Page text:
“I write / / to make the poisoned water / fit to drink.” —Chantal Maillard
The two sequences of this book form a braided ars poetica: “Killing Plato” and “Writing.” The first is a numbered sequence of twenty-eight poems organized around an accident: a pedestrian has been hit by a truck and is dying in the middle of the road. Various characters appear—the philosopher Michel Serres, Robert Musil, a woman smoothing out her stocking, the truck driver, a boy on a balcony, the Spanish poet Jesús Aguado. At the bottom of the page another tale unfolds: a woman bumps into an old friend, a male poet who has written a book called Killing Plato about “a woman who has been knocked over by the force of a sound.” “Writing,” the second part, unfolds as a lyrical meditation on mortality and literary production.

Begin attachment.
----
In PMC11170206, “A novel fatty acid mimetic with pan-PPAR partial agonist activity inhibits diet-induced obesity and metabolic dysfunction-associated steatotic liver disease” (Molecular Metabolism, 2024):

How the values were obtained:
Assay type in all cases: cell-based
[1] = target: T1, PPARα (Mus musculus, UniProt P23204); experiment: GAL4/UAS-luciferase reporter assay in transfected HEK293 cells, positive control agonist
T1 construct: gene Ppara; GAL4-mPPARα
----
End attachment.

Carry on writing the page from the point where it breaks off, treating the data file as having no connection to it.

About the Author
Chantal Maillard is a poet, translator (of Henri Michaux, in particular), and essayist (of books on India, Belgium, Chinese philosophy, the aesthetics of María Zambrano, and the slime of the snail). Born in Brussels in 1951, Maillard moved with her family to Spain as a child, and has won both the Premio Nacional de Poesía (for Killing Plato) and the Premio Nacional de la Crítica.
The poet Yvette Siegert has also translated The Reef by Juan Villoro and Alejandra Pizarnik’s poetry collections A Musical Hell, Diana’s Tree, and Extracting the Stone of Madness, for which she won the 2017 Best Translated Book Award.